was comprised of four session musicians operating out of the tiny northern Alabama town of town Muscle Shoals
. Just four unassuming crackers
who happened to have provided the funky underpinning for a huge
number of hit songs by, among others, Aretha Franklin
, Wilson Pickett
, Paul Simon
, Joe Cocker
, The Staple Singers
, Jimmy Cliff
and many, many others
. Hey, they were the house band to the greats
. Big respect to the men from 3614 Jackson Highway
! [note: see hoverovers for link descriptions] [more inside]
posted by flapjax at midnite
on Feb 24, 2008 -
Any experienced studio engineer or producer knows that the presence of visitors in the studio can dramatically affect the performance of singers and musicians. Using advanced proprietary computer modelling, the Virtual Studio Visitor
plug-in convincingly emulates the effect of various studio visitors on a performance, without the need for the visitors to actually be present. Also from the visionaries at Sonic Finger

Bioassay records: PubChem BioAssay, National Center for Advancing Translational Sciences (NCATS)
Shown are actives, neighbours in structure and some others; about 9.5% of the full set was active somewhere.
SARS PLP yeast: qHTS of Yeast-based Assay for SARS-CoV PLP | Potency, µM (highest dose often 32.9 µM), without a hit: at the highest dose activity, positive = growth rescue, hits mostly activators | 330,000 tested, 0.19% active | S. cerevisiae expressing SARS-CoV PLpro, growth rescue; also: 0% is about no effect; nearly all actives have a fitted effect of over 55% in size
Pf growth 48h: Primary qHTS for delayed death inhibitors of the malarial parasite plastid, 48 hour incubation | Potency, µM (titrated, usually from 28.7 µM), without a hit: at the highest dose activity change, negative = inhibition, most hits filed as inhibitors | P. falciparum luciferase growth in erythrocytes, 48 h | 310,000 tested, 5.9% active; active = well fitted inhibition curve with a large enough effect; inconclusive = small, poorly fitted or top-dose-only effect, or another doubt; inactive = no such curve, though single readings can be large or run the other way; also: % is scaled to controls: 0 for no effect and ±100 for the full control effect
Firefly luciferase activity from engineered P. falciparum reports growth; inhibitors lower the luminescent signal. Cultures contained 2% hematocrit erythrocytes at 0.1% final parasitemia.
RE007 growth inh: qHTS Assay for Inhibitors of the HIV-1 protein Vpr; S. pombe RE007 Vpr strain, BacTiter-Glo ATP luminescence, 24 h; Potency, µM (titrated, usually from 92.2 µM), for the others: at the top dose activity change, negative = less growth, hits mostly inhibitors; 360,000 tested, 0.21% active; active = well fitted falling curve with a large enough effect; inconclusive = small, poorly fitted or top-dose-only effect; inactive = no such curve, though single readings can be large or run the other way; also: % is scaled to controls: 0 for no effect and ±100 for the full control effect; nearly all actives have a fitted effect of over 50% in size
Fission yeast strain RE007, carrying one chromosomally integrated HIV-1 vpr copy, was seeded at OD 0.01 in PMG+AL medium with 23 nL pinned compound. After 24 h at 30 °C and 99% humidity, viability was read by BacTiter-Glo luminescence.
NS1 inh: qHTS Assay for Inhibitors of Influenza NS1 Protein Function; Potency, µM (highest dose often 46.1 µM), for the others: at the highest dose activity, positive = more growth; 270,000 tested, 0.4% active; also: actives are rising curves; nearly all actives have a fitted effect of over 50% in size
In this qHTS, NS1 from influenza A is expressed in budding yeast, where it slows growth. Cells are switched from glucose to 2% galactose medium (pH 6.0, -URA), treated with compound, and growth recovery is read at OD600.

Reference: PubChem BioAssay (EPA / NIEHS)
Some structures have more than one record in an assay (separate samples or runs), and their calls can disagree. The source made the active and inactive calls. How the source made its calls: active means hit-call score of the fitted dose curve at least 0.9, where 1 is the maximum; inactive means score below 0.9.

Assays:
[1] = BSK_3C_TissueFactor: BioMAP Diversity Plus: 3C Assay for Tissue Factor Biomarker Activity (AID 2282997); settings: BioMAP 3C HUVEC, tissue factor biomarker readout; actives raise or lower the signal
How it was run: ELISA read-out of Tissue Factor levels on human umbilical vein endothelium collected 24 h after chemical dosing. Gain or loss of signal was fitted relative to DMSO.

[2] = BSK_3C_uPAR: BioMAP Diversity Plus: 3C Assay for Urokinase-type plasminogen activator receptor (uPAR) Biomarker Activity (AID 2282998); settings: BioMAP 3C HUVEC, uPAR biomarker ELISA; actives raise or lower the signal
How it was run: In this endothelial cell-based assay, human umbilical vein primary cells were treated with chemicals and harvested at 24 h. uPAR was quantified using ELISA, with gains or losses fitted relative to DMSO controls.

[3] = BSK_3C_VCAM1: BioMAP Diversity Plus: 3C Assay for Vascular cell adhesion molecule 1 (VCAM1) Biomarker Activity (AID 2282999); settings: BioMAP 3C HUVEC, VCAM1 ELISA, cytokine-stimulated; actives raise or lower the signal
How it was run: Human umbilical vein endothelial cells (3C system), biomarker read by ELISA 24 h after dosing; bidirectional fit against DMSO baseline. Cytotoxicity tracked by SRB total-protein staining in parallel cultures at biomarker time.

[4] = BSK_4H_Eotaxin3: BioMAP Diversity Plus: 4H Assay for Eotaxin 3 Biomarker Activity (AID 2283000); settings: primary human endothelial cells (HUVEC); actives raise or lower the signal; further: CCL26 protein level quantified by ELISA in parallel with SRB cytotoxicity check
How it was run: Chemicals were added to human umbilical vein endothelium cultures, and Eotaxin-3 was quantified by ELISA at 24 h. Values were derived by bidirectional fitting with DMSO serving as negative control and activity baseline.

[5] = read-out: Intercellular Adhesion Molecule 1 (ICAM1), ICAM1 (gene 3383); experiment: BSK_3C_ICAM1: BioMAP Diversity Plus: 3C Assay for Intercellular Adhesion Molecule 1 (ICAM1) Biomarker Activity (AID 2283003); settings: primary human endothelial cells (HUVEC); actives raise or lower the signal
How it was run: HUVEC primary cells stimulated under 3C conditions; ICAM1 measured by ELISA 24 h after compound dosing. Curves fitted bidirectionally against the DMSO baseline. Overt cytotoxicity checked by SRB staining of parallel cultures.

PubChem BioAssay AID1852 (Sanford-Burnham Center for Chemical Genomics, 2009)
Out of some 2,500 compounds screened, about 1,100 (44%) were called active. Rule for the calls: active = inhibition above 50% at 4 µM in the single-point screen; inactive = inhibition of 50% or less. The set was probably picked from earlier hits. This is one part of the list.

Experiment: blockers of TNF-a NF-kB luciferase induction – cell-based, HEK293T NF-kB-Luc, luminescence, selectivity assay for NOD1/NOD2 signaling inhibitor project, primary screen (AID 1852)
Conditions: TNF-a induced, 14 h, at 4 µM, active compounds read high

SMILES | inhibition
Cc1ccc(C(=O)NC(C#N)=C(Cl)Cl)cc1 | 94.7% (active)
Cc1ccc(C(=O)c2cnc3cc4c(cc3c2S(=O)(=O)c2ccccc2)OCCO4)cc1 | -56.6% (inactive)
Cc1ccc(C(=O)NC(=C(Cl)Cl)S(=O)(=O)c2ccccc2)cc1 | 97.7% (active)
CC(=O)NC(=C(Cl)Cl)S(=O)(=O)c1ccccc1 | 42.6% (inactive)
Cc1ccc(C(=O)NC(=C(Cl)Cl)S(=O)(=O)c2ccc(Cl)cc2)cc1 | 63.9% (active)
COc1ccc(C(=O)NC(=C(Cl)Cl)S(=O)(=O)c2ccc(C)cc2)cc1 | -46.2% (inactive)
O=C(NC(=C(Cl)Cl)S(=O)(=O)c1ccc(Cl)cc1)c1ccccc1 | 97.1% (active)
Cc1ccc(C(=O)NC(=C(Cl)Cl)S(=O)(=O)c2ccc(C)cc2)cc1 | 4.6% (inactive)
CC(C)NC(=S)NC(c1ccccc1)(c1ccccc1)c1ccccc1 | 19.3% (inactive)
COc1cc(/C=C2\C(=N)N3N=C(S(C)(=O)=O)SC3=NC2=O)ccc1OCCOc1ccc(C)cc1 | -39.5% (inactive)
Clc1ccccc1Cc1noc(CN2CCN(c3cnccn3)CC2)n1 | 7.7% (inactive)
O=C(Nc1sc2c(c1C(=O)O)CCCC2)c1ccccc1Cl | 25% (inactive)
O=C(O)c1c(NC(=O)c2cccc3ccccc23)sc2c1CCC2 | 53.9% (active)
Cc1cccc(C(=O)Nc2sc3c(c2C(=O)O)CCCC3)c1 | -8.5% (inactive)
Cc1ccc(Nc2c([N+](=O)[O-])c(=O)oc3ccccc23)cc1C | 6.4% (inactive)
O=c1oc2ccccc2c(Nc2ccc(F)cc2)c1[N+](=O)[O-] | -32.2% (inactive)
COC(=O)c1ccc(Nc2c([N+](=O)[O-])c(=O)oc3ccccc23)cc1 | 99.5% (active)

: the Dead Quietenator
provides you with the highest quality pure digital silence, including several highly sought-after vintage silences previously unattainable.1>
posted by flapjax at midnite
on Oct 1, 2007 -
The Indie Band Survival Guide:
A fantastic, free, 101 pages collection of useful information for musicians - covers topics such as recording, copyright, major label contracts, commercial radio, promoting your music, band websites, distribution, filesharing and live shows.
posted by Ira.metafilter
on Feb 25, 2007 -
When I was a kid, my dad, who grew up in London, during the Blitz, used to play this old record: a song called "The Laughing Policeman."
It always put a smile on my face. According to Wikipedia